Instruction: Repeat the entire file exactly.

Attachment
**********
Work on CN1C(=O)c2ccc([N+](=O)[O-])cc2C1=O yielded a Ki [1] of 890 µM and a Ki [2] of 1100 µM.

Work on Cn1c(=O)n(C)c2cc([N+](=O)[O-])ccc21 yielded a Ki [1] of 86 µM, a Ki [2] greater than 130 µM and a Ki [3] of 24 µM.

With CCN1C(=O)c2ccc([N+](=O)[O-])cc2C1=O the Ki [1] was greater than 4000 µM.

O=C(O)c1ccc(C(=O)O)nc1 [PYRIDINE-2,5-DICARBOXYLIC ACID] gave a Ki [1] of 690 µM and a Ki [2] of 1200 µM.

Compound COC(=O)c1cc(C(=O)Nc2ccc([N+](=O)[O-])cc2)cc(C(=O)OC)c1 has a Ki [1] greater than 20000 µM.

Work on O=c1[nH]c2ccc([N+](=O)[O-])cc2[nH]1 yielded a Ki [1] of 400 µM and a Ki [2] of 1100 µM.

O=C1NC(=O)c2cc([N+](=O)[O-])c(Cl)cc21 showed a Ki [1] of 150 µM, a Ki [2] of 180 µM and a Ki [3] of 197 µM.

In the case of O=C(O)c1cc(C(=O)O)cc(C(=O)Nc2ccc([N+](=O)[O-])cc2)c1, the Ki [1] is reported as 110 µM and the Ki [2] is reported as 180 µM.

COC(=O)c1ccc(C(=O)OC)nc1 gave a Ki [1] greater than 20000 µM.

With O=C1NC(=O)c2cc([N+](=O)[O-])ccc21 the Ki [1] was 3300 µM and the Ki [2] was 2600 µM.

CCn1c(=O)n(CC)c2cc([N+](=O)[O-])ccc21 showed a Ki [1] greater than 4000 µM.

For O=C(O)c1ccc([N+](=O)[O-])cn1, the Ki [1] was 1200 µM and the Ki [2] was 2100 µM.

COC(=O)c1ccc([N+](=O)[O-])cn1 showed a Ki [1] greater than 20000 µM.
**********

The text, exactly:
Work on CN1C(=O)c2ccc([N+](=O)[O-])cc2C1=O yielded a Ki [1] of 890 µM and a Ki [2] of 1100 µM.

Work on Cn1c(=O)n(C)c2cc([N+](=O)[O-])ccc21 yielded a Ki [1] of 86 µM, a Ki [2] greater than 130 µM and a Ki [3] of 24 µM.

With CCN1C(=O)c2ccc([N+](=O)[O-])cc2C1=O the Ki [1] was greater than 4000 µM.

O=C(O)c1ccc(C(=O)O)nc1 [PYRIDINE-2,5-DICARBOXYLIC ACID] gave a Ki [1] of 690 µM and a Ki [2] of 1200 µM.

Compound COC(=O)c1cc(C(=O)Nc2ccc([N+](=O)[O-])cc2)cc(C(=O)OC)c1 has a Ki [1] greater than 20000 µM.

Work on O=c1[nH]c2ccc([N+](=O)[O-])cc2[nH]1 yielded a Ki [1] of 400 µM and a Ki [2] of 1100 µM.

O=C1NC(=O)c2cc([N+](=O)[O-])c(Cl)cc21 showed a Ki [1] of 150 µM, a Ki [2] of 180 µM and a Ki [3] of 197 µM.

In the case of O=C(O)c1cc(C(=O)O)cc(C(=O)Nc2ccc([N+](=O)[O-])cc2)c1, the Ki [1] is reported as 110 µM and the Ki [2] is reported as 180 µM.

COC(=O)c1ccc(C(=O)OC)nc1 gave a Ki [1] greater than 20000 µM.

With O=C1NC(=O)c2cc([N+](=O)[O-])ccc21 the Ki [1] was 3300 µM and the Ki [2] was 2600 µM.

CCn1c(=O)n(CC)c2cc([N+](=O)[O-])ccc21 showed a Ki [1] greater than 4000 µM.

For O=C(O)c1ccc([N+](=O)[O-])cn1, the Ki [1] was 1200 µM and the Ki [2] was 2100 µM.

COC(=O)c1ccc([N+](=O)[O-])cn1 showed a Ki [1] greater than 20000 µM.